David Robert Bowler


Presentation: 9:00 a.m.-10:15 a.m., Kennedy Union Ballroom

This project reflects research conducted as part of a course project designed to give students experience in the research process.

Course: BIO 411L



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Bacteria isolated from the soil can be indicators of the health of an environment and its residents. Unfortunately, due to the overuse and misuse of antibiotics both in environmental and clinical settings, many strains of pathogenic bacteria have become resistant to common antibiotics making the treatment of infections much more challenging. The urgent need for new strategies at antimicrobial management has led our study to evaluate antimicrobial compounds extracted from soil bacteria. Isolating these antibiotics gives us a pure colony These antibiotics that we can then use for medicinal purposes as well as creating new antibiotics for bacterial diseases. This study started by collecting a soil sample from the side of a student house near the downspout of the gutter. Samples were diluted in water and purified using the streak plate technique. Colonies were tested through a series of biochemical tests such as gram staining and were genetically sequenced to determine the exact identification of the bacteria. Antibiotics contribute to the medical field and the area of prescription drugs and medication used before and after treatments. A new discovery of antibiotics could help eliminate current and future bacterial infections.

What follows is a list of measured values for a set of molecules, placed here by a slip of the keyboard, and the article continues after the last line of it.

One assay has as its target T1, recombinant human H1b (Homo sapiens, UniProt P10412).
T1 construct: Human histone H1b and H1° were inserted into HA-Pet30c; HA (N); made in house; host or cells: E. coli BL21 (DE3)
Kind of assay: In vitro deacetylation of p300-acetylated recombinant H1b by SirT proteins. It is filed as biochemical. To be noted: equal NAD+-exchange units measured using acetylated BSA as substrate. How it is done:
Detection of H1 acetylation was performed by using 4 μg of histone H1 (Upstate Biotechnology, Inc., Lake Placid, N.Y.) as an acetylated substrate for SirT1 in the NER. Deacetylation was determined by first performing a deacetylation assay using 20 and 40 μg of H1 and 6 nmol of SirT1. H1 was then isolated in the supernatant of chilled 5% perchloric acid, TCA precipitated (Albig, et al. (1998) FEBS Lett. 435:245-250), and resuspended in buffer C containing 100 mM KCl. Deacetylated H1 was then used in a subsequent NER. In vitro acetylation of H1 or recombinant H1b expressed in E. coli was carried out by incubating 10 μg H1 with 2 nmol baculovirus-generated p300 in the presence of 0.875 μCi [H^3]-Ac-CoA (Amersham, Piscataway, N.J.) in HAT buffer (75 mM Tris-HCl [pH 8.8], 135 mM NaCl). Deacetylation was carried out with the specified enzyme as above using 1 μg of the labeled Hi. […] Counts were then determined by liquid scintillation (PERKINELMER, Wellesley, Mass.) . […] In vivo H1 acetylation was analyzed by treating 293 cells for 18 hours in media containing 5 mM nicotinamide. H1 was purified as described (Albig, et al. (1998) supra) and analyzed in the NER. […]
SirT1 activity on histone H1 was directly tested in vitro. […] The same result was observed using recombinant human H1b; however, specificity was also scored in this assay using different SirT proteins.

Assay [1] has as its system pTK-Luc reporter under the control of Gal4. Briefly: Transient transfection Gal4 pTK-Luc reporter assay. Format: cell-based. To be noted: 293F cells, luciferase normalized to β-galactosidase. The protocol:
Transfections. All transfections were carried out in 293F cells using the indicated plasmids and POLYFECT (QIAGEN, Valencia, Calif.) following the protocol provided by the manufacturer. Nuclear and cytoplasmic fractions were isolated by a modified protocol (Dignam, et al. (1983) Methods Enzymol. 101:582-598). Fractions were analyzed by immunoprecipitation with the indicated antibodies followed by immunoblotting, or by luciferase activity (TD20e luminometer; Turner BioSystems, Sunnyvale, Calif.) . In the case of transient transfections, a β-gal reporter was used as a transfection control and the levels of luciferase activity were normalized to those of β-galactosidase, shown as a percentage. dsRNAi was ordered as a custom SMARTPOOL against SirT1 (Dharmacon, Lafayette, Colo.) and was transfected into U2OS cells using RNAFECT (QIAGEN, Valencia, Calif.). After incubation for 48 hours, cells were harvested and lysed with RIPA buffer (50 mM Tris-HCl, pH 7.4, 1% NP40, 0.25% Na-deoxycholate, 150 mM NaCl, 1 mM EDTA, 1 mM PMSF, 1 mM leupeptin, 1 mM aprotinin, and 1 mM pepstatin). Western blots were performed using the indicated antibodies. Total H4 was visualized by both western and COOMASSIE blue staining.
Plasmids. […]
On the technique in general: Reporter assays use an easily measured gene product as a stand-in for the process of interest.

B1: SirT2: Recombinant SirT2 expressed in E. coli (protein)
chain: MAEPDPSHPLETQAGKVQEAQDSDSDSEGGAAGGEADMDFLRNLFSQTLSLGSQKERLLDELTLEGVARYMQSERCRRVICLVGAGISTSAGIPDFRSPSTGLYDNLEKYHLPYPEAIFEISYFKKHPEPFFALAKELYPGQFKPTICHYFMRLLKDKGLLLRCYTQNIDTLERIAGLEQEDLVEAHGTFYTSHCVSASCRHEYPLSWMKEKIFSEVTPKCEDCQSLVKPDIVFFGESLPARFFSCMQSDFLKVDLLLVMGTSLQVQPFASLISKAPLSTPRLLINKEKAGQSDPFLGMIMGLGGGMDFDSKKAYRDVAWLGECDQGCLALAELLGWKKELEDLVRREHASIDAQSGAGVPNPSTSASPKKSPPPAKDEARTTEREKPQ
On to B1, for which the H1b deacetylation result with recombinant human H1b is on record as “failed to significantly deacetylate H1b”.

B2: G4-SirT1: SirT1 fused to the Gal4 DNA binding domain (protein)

Publication Date


Project Designation

Course Project

Primary Advisor

Jessica Elizabeth Geyer, Mrigendra Rajput

Primary Advisor's Department



Stander Symposium project, College of Arts and Sciences

United Nations Sustainable Development Goals

Good Health and Well-Being; Life on Land

Antibiotics in the Environment: Isolating Antibiotics for Medical Purposes